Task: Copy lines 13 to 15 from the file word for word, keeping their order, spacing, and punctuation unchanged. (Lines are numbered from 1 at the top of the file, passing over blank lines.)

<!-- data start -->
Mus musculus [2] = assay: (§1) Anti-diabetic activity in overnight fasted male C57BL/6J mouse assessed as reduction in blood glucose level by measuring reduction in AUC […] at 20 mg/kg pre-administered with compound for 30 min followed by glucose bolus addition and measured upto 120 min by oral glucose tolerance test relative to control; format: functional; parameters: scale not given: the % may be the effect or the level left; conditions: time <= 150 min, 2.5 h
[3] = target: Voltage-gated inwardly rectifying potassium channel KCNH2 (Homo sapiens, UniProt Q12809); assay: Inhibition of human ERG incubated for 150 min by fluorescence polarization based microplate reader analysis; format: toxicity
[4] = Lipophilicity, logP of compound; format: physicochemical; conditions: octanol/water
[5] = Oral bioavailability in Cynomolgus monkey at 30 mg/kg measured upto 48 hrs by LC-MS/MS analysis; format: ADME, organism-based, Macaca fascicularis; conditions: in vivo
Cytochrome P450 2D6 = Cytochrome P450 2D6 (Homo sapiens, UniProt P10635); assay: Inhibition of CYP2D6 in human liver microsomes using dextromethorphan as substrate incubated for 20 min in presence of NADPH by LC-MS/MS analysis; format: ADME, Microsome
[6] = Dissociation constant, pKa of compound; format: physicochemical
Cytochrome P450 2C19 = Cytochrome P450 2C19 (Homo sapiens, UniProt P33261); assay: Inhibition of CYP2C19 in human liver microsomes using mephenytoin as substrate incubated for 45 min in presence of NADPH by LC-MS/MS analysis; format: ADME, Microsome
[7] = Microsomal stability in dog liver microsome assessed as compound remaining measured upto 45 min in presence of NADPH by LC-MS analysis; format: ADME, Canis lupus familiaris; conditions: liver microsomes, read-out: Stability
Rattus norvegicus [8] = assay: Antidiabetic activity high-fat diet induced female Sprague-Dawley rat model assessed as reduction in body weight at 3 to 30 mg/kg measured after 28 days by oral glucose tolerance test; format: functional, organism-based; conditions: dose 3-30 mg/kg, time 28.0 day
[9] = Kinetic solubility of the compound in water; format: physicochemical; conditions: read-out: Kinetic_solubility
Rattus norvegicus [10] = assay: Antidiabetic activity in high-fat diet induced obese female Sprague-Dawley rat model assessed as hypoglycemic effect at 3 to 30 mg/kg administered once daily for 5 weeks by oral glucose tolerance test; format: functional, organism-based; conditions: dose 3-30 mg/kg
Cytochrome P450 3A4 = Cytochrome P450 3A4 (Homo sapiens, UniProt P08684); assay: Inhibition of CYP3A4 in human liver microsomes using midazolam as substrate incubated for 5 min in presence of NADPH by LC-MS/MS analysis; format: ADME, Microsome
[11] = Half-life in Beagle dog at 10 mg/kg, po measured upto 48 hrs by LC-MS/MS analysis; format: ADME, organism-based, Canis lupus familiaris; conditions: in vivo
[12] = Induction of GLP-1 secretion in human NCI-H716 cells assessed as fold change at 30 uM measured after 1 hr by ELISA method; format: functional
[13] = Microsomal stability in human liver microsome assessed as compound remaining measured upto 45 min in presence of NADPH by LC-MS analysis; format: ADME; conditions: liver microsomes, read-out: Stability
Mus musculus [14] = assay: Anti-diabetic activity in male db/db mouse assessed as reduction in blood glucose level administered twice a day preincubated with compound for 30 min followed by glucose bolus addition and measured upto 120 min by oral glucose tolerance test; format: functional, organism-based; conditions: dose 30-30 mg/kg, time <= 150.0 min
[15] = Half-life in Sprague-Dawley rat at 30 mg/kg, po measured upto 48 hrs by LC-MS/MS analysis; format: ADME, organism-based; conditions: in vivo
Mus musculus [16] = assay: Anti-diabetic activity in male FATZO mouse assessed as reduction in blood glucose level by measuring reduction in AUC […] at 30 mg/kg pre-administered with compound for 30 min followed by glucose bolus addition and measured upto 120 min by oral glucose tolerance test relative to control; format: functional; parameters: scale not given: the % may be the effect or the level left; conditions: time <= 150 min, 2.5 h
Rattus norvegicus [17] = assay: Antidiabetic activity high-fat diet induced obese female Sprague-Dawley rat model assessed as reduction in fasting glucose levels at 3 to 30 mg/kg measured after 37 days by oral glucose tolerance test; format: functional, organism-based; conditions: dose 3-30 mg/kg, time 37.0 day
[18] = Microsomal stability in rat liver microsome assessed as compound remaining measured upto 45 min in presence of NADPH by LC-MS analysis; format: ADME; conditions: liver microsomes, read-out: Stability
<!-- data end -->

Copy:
[11] = Half-life in Beagle dog at 10 mg/kg, po measured upto 48 hrs by LC-MS/MS analysis; format: ADME, organism-based, Canis lupus familiaris; conditions: in vivo
[12] = Induction of GLP-1 secretion in human NCI-H716 cells assessed as fold change at 30 uM measured after 1 hr by ELISA method; format: functional
[13] = Microsomal stability in human liver microsome assessed as compound remaining measured upto 45 min in presence of NADPH by LC-MS analysis; format: ADME; conditions: liver microsomes, read-out: Stability